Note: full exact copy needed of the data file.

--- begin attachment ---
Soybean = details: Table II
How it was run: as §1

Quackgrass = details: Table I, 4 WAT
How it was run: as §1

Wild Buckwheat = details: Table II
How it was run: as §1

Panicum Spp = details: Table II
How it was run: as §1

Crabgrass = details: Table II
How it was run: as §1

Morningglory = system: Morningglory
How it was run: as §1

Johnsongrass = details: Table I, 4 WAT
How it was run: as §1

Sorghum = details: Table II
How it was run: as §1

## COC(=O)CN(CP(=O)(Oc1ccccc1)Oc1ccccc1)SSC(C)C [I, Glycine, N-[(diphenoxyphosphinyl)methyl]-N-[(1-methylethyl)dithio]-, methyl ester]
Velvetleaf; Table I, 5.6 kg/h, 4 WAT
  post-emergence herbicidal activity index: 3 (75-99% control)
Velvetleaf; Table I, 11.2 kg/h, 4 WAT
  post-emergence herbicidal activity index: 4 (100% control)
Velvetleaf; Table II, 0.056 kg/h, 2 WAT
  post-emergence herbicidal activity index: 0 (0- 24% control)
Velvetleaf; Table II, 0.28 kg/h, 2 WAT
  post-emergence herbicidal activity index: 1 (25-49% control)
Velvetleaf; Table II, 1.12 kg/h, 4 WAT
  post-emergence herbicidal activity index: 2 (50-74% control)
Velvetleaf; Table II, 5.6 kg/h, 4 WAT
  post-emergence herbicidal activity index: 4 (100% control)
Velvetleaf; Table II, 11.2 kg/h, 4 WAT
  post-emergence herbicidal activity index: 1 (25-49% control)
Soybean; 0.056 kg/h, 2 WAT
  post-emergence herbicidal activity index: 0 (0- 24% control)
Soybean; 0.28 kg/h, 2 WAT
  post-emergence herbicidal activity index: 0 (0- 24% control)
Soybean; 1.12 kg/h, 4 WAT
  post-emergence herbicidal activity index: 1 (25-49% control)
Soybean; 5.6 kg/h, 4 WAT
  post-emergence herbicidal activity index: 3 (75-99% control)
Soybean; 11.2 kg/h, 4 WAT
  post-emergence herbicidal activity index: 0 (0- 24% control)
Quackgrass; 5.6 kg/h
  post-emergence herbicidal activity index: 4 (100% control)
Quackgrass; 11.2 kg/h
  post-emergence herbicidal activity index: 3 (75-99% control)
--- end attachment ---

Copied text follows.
Soybean = details: Table II
How it was run: as §1

Quackgrass = details: Table I, 4 WAT
How it was run: as §1

Wild Buckwheat = details: Table II
How it was run: as §1

Panicum Spp = details: Table II
How it was run: as §1

Crabgrass = details: Table II
How it was run: as §1

Morningglory = system: Morningglory
How it was run: as §1

Johnsongrass = details: Table I, 4 WAT
How it was run: as §1

Sorghum = details: Table II
How it was run: as §1

## COC(=O)CN(CP(=O)(Oc1ccccc1)Oc1ccccc1)SSC(C)C [I, Glycine, N-[(diphenoxyphosphinyl)methyl]-N-[(1-methylethyl)dithio]-, methyl ester]
Velvetleaf; Table I, 5.6 kg/h, 4 WAT
  post-emergence herbicidal activity index: 3 (75-99% control)
Velvetleaf; Table I, 11.2 kg/h, 4 WAT
  post-emergence herbicidal activity index: 4 (100% control)
Velvetleaf; Table II, 0.056 kg/h, 2 WAT
  post-emergence herbicidal activity index: 0 (0- 24% control)
Velvetleaf; Table II, 0.28 kg/h, 2 WAT
  post-emergence herbicidal activity index: 1 (25-49% control)
Velvetleaf; Table II, 1.12 kg/h, 4 WAT
  post-emergence herbicidal activity index: 2 (50-74% control)
Velvetleaf; Table II, 5.6 kg/h, 4 WAT
  post-emergence herbicidal activity index: 4 (100% control)
Velvetleaf; Table II, 11.2 kg/h, 4 WAT
  post-emergence herbicidal activity index: 1 (25-49% control)
Soybean; 0.056 kg/h, 2 WAT
  post-emergence herbicidal activity index: 0 (0- 24% control)
Soybean; 0.28 kg/h, 2 WAT
  post-emergence herbicidal activity index: 0 (0- 24% control)
Soybean; 1.12 kg/h, 4 WAT
  post-emergence herbicidal activity index: 1 (25-49% control)
Soybean; 5.6 kg/h, 4 WAT
  post-emergence herbicidal activity index: 3 (75-99% control)
Soybean; 11.2 kg/h, 4 WAT
  post-emergence herbicidal activity index: 0 (0- 24% control)
Quackgrass; 5.6 kg/h
  post-emergence herbicidal activity index: 4 (100% control)
Quackgrass; 11.2 kg/h
  post-emergence herbicidal activity index: 3 (75-99% control)